What, exactly, is a target letter?
The government takes federal crimes as seriously as a heart attack. Agents pursue investigations with bulldogged persistence.
The Department of Justice or an agency related to a case must inform targets that a review is underway. If you become one of these subjects of interest, expect a notification to arrive by mail.
What is in a target letter?
Getting a target letter may confuse you, as you have likely never seen one before. It is not junk. You are not heading to jail at this moment. That said, the contents are of great importance.
Target letters tend to be short. Such correspondence outlines the nature of the alleged crimes and specifically names statutes. They also include deadlines for critical actions. Examples include reporting to a grand jury or meeting with an Assistant U.S. Attorney. Expect to read a passage advising you of your constitutional rights.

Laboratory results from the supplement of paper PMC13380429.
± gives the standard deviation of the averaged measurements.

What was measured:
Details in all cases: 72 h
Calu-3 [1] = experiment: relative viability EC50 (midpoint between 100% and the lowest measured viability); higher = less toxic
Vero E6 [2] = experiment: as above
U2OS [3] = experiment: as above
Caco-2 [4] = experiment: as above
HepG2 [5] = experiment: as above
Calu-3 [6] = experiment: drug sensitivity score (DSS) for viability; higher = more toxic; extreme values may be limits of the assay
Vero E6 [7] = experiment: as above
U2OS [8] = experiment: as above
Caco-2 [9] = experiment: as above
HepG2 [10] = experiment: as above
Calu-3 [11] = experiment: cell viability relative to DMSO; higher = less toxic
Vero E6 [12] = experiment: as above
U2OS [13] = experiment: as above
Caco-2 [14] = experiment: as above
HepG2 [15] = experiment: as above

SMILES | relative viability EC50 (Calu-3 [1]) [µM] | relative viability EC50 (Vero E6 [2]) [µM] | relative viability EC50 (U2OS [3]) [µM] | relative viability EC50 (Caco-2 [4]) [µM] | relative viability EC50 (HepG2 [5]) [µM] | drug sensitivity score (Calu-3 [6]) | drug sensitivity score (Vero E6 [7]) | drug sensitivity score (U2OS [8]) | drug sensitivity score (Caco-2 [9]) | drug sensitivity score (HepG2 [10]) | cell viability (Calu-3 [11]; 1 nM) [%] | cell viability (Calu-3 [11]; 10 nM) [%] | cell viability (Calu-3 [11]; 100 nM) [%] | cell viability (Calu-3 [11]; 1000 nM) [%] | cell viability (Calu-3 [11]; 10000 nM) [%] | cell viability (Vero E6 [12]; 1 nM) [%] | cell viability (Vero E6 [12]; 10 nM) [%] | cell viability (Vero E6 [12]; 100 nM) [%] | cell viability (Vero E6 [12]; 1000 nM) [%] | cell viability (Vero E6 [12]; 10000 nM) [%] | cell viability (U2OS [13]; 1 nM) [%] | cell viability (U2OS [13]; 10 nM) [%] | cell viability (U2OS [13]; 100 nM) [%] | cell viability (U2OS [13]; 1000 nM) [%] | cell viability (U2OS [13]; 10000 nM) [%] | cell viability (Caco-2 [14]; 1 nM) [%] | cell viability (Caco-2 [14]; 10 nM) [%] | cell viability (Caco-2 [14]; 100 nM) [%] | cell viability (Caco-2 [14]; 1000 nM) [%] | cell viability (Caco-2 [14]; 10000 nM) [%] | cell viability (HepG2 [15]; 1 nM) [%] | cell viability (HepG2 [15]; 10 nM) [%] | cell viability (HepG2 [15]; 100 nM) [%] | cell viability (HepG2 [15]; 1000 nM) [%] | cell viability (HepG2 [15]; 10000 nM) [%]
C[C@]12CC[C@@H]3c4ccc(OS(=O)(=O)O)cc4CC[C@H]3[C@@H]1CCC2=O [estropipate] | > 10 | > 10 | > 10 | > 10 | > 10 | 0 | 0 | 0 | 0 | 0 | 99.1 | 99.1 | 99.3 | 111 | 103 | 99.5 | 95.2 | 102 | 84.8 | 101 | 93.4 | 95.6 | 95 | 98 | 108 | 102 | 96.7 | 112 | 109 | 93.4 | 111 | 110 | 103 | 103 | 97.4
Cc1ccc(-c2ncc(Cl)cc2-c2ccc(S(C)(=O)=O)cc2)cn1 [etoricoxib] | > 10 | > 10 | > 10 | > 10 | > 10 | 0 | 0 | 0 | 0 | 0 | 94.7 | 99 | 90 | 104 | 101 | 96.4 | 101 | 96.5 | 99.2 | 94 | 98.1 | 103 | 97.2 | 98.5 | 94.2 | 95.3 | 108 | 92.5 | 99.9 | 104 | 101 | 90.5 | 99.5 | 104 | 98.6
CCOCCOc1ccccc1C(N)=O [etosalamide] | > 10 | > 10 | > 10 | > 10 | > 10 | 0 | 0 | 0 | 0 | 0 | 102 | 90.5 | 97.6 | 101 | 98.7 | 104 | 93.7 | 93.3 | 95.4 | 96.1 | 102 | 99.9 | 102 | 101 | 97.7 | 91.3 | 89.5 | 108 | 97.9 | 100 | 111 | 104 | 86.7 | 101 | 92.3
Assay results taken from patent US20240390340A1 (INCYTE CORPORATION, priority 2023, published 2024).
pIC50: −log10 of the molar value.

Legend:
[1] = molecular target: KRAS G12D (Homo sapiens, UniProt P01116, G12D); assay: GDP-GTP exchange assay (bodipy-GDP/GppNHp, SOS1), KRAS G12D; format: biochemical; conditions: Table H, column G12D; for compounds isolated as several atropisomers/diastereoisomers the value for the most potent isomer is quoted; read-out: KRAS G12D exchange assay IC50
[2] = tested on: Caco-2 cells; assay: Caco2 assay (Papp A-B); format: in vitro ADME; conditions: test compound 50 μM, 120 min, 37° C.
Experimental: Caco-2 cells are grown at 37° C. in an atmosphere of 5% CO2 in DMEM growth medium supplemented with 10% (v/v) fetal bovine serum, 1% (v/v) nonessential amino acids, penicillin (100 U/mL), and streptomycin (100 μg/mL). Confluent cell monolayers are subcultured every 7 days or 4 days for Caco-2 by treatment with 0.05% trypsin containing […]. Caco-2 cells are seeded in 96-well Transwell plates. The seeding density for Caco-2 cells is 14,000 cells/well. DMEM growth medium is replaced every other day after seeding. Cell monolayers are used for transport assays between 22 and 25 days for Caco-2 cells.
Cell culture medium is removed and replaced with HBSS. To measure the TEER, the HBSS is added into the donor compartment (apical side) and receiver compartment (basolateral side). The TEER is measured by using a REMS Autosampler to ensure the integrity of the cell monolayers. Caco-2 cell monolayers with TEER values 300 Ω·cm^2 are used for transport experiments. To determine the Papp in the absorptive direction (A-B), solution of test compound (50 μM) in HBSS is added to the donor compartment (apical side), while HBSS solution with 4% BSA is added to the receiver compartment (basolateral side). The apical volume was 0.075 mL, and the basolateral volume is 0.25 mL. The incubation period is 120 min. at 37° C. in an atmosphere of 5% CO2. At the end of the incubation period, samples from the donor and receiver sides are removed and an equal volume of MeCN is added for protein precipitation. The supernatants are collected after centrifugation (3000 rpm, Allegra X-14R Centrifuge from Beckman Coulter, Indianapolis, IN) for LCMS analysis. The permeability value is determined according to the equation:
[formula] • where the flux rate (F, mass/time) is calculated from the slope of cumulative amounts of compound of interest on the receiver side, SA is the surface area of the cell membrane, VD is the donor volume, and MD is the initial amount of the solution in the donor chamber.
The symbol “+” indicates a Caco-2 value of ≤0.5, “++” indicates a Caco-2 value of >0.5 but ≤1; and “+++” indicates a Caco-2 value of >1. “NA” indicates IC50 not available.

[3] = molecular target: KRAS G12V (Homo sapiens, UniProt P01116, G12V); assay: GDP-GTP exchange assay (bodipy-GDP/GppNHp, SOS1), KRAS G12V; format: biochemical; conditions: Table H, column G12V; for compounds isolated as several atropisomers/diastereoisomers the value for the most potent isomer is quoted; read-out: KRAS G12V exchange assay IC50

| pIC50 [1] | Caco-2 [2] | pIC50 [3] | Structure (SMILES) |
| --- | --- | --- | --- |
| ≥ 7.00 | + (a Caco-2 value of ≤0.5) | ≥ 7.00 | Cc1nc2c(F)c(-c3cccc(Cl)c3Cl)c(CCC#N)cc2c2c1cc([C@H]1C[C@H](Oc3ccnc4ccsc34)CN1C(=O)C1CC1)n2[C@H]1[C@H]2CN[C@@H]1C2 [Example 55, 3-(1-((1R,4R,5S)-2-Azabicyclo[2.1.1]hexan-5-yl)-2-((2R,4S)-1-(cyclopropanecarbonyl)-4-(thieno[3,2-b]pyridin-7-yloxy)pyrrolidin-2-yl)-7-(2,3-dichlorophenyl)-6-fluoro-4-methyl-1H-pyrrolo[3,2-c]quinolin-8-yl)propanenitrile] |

What should you do after receiving a target letter?
The moment you learn of an inquiry, reach out to an attorney. The sooner you get in touch, the more time you will have to craft a defense.
Begin compiling vital information. Your legal representative should find this data extremely helpful.
As you contemplate your situation, do not destroy potential evidence. If the prosecutor suspects you of evidence tampering, count on extra charges. Hold off from discussing the issue with anyone other than legal counsel.
Know how to respond to a letter pointing at you as the subject of a criminal inquiry. The decisions you make are bound to help or harm you.